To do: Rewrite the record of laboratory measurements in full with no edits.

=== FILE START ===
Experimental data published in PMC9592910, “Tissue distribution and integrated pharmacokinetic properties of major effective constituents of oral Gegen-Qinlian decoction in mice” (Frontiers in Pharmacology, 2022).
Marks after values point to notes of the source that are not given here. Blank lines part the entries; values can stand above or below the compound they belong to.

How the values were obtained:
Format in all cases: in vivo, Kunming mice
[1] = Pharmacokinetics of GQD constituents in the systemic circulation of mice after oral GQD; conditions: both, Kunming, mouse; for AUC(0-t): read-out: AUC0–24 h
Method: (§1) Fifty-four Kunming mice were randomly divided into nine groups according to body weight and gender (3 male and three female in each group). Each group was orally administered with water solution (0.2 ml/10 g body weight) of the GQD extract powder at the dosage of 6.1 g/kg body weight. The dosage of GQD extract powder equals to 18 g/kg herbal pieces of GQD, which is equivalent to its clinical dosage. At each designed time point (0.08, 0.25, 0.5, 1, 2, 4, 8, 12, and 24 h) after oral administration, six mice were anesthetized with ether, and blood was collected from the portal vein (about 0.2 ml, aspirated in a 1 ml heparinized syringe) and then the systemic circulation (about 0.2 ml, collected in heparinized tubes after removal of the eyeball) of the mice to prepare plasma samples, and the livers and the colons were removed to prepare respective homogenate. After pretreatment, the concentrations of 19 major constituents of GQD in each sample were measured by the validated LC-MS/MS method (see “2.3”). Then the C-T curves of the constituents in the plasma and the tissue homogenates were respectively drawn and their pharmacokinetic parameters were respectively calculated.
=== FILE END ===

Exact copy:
Experimental data published in PMC9592910, “Tissue distribution and integrated pharmacokinetic properties of major effective constituents of oral Gegen-Qinlian decoction in mice” (Frontiers in Pharmacology, 2022).
Marks after values point to notes of the source that are not given here. Blank lines part the entries; values can stand above or below the compound they belong to.

How the values were obtained:
Format in all cases: in vivo, Kunming mice
[1] = Pharmacokinetics of GQD constituents in the systemic circulation of mice after oral GQD; conditions: both, Kunming, mouse; for AUC(0-t): read-out: AUC0–24 h
Method: (§1) Fifty-four Kunming mice were randomly divided into nine groups according to body weight and gender (3 male and three female in each group). Each group was orally administered with water solution (0.2 ml/10 g body weight) of the GQD extract powder at the dosage of 6.1 g/kg body weight. The dosage of GQD extract powder equals to 18 g/kg herbal pieces of GQD, which is equivalent to its clinical dosage. At each designed time point (0.08, 0.25, 0.5, 1, 2, 4, 8, 12, and 24 h) after oral administration, six mice were anesthetized with ether, and blood was collected from the portal vein (about 0.2 ml, aspirated in a 1 ml heparinized syringe) and then the systemic circulation (about 0.2 ml, collected in heparinized tubes after removal of the eyeball) of the mice to prepare plasma samples, and the livers and the colons were removed to prepare respective homogenate. After pretreatment, the concentrations of 19 major constituents of GQD in each sample were measured by the validated LC-MS/MS method (see “2.3”). Then the C-T curves of the constituents in the plasma and the tissue homogenates were respectively drawn and their pharmacokinetic parameters were respectively calculated.